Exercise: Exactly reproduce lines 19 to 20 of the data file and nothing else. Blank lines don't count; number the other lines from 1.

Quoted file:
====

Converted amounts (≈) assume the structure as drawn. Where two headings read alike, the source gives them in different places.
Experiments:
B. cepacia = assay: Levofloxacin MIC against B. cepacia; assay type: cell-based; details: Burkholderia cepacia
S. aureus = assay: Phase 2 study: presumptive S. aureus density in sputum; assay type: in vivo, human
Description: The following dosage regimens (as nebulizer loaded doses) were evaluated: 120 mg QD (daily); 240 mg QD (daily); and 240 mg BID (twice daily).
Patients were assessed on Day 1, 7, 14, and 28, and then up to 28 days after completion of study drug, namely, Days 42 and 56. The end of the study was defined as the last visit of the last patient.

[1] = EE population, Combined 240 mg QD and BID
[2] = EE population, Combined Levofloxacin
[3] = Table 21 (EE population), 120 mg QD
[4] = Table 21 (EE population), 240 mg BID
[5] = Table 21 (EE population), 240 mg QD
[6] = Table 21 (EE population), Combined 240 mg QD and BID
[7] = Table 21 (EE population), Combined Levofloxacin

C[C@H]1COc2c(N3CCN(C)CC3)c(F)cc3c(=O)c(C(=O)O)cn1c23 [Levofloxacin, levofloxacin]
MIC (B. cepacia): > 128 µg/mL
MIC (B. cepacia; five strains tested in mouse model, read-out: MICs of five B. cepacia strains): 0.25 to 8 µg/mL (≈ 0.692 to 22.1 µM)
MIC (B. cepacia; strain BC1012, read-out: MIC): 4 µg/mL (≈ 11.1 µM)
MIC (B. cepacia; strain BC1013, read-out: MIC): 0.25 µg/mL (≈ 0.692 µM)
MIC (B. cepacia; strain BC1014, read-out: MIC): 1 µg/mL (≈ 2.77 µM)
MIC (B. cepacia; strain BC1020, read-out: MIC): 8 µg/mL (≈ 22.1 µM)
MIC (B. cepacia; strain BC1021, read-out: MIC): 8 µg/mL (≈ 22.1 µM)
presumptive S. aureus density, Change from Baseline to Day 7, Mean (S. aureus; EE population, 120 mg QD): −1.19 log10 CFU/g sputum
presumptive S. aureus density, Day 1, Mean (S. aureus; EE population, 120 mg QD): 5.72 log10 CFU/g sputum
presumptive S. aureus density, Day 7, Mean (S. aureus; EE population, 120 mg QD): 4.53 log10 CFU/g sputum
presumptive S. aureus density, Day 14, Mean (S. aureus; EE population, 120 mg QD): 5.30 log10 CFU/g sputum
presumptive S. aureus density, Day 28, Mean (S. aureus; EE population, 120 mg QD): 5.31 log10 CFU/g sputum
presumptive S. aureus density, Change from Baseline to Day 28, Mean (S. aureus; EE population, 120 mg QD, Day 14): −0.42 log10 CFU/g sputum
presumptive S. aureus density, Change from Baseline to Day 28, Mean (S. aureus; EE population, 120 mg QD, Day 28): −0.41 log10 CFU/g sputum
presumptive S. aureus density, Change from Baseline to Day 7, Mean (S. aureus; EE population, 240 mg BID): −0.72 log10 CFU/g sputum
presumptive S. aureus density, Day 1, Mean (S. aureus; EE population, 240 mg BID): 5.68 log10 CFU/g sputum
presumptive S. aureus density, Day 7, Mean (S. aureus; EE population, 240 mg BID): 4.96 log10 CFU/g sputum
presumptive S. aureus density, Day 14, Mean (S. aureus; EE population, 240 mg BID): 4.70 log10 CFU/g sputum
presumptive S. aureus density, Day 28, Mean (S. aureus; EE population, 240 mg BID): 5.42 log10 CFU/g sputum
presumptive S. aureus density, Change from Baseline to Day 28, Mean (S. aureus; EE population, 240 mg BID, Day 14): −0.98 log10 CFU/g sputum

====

MIC (B. cepacia; strain BC1014, read-out: MIC): 1 µg/mL (≈ 2.77 µM)
MIC (B. cepacia; strain BC1020, read-out: MIC): 8 µg/mL (≈ 22.1 µM)